During April and May 2016, we asked local communities, councils and industry for their feedback on the Western Distributor Concept design and other key topics including construction management, air quality, traffic noise, urban design and walking and cycling.
With detailed information provided at community consultation sessions and online – including road design drawings and 3D visuals, people were able to see how the project could look in their area. This resulted in feedback with a strong focus on localised issues and how the project may impact communities.
What we have heard
The feedback received helped us understand people’s views about the different advantages and disadvantages of the Concept design and design options for the tunnel and Hyde Street ramps.
Residents, local groups and other stakeholders continue to tell us that addressing truck impacts in the inner west, improving traffic flow and capacity of the M1, and providing an alternative to the West Gate Bridge are important and necessary, but that the impacts on local communities and public open space must be minimised and carefully managed.
While feedback varied among the different groups of stakeholders involved in consultation, key themes identified were:
- continued preference from communities close to potential routes, for a design that stays within or close to the existing freeway reserve and industrial land
- comments from those communities about new elevated structures including amenity, noise, vibration, business operation and property impacts
- importance of open space and recreation facilities
- comments about air quality impacts in the inner west and measures to achieve the best air quality outcome
- comments about noise impacts and quality of treatments, particularly along the West Gate Freeway and elevated structures
- support for a solution to truck impacts and requests for more information about truck restrictions and incentives
- maintaining and improving efficient and value-formoney freight access to key destinations, including the port
- comments about impacts on waterways
- integration with other transport and land use improvements
- changes to traffic and the need to address road congestion for all road users, including buses
- managing construction impacts on residents, businesses and road users
- requests for more information on how impacts will be managed – including traffic changes, noise and air quality.
Detailed information about the consultation process, what we heard and how we are responding to this feedback is available in the Western Distributor Consultation Report Sep 2015 – May 2016 (PDF 5mb).
How we are using the feedback
We have consulted with communities and a range of interested stakeholders from the early stages of the project because we know that understanding their views and concerns will help deliver a better project and the right outcome for Melbourne’s future. Input from communities, stakeholders, industry and regulators is used in many ways at each stage of the project’s development, to inform assessments and decision making.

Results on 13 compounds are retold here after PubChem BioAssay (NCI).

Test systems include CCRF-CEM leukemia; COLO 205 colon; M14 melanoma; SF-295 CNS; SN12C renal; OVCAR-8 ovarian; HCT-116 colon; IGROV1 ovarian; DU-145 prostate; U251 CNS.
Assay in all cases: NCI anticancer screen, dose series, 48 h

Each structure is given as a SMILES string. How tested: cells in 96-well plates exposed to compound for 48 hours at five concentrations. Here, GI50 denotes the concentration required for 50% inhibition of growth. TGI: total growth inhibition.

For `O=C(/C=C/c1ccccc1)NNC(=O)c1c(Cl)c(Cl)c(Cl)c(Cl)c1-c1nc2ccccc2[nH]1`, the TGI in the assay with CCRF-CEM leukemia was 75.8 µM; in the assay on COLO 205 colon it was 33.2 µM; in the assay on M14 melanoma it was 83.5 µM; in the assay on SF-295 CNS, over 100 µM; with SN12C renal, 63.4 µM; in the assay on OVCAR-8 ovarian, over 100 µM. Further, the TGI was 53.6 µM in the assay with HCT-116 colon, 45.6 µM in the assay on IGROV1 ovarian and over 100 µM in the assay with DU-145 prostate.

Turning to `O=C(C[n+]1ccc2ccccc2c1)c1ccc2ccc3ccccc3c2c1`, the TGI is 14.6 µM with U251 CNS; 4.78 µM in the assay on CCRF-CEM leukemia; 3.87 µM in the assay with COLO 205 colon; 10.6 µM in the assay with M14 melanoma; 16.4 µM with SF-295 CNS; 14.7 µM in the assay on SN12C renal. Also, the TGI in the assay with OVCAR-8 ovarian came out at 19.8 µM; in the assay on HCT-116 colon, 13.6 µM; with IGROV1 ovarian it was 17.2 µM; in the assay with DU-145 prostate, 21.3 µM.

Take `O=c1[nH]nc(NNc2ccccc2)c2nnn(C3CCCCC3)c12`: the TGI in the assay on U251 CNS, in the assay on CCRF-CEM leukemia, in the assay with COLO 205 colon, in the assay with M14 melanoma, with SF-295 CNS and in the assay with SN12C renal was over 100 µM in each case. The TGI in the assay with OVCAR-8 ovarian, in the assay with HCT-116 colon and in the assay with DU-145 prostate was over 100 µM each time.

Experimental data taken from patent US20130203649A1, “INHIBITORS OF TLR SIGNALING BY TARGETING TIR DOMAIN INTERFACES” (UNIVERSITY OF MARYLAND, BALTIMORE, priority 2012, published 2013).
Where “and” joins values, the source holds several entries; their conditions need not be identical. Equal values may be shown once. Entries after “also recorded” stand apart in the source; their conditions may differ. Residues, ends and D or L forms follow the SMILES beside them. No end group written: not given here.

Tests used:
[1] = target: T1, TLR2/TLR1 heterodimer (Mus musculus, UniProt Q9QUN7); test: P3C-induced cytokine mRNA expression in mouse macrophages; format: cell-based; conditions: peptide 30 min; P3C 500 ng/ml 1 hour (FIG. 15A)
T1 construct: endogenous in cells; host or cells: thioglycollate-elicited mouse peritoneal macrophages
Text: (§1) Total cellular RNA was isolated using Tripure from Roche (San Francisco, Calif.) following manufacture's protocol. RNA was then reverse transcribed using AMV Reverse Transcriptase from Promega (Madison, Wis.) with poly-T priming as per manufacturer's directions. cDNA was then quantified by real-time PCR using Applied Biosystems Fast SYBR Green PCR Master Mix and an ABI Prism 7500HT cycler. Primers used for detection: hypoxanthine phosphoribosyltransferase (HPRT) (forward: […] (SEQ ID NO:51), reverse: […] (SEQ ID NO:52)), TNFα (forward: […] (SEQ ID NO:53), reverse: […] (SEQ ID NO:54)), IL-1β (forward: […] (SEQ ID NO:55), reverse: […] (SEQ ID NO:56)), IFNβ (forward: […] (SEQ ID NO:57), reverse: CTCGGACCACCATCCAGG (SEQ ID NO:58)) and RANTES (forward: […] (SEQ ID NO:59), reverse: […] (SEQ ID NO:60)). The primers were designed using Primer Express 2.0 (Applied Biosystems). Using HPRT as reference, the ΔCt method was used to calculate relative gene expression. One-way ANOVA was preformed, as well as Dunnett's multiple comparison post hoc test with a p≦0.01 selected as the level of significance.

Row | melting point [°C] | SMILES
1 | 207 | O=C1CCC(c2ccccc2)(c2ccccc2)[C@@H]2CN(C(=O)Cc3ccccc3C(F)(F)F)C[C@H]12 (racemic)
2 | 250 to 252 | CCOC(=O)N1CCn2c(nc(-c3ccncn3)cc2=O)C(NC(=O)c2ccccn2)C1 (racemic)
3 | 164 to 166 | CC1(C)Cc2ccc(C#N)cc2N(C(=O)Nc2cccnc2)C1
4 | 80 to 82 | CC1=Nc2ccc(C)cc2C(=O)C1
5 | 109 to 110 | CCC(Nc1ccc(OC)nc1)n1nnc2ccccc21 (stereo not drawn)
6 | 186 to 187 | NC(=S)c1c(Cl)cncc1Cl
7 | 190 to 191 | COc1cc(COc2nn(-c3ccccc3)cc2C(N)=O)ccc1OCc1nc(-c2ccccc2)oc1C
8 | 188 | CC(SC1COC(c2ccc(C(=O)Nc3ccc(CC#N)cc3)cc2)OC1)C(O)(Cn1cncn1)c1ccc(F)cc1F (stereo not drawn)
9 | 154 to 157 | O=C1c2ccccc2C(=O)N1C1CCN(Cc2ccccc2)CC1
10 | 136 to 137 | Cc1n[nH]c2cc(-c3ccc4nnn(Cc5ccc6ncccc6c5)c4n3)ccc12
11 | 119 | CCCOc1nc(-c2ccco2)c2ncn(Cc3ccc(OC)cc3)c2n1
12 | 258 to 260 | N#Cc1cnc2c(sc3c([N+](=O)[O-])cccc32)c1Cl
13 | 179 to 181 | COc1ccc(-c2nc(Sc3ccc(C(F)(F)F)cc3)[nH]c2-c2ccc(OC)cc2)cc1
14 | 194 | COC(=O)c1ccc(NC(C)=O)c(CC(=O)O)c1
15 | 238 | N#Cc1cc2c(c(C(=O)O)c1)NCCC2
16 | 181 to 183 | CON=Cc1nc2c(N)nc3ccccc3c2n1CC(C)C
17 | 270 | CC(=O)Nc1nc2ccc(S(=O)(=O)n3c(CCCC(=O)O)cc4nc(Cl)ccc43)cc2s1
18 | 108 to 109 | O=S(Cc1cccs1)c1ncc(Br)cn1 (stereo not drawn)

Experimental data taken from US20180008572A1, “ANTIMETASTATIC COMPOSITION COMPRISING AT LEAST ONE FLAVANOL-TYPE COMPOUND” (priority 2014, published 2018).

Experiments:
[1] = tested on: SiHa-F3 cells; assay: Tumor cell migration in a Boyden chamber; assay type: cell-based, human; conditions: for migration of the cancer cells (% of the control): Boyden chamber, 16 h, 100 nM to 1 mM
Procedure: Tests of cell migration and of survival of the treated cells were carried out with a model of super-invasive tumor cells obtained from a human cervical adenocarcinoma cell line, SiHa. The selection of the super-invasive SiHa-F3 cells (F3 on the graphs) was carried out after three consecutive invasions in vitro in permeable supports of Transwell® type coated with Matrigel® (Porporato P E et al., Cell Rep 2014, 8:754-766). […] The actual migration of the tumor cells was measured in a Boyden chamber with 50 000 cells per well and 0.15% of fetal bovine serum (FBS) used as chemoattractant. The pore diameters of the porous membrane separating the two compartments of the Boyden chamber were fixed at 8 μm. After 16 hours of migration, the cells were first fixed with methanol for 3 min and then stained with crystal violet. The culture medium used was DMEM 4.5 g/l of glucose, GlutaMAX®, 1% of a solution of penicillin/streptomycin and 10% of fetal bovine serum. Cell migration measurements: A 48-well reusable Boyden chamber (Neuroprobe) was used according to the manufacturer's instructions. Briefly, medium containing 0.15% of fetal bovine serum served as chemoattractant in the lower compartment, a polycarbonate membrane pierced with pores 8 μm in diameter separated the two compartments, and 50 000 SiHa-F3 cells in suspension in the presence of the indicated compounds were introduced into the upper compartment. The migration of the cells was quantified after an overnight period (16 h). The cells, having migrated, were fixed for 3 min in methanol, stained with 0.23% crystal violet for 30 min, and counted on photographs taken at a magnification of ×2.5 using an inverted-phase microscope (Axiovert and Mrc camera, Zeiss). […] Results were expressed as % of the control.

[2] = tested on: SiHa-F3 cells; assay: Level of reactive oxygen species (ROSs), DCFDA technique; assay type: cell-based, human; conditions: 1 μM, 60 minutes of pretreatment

Functional requirements are issued to tenderers and describe what needs to be designed and built. These requirements include specifications and constraints for a range of topics including road design, quality of construction, traffic management and safety.
The Reference design provides a base for tenderers to develop their own, more detailed design. It outlines the functional requirements of the project in a visual way. Tenderers may use their specialist knowledge and expertise to identify solutions that enhance and change the design to achieve a better outcome, as long as the functional requirements are met.
17 impact assessments are being undertaken as part of the EES, on topics including air quality, noise, health, visual, traffic, social and business impacts. Information on these studies is available in the EES specialist studies discussion paper.
Tenders include fully costed designs developed through the competitive tender process. Tenderer designs that differ from the Reference design will be assessed through the EES.
An EES presents a thorough and transparent analysis of the project’s anticipated impacts and plans from how these impacts will be managed. It will be publicly exhibited in the first quarter of 2017 and community and stakeholder submissions on the EES will be considered by an independent planning panel. Outcomes of the EES inform planning approval decisions by the Minister for Planning.
Construction is expected to start in late 2017 and be complete in 2022.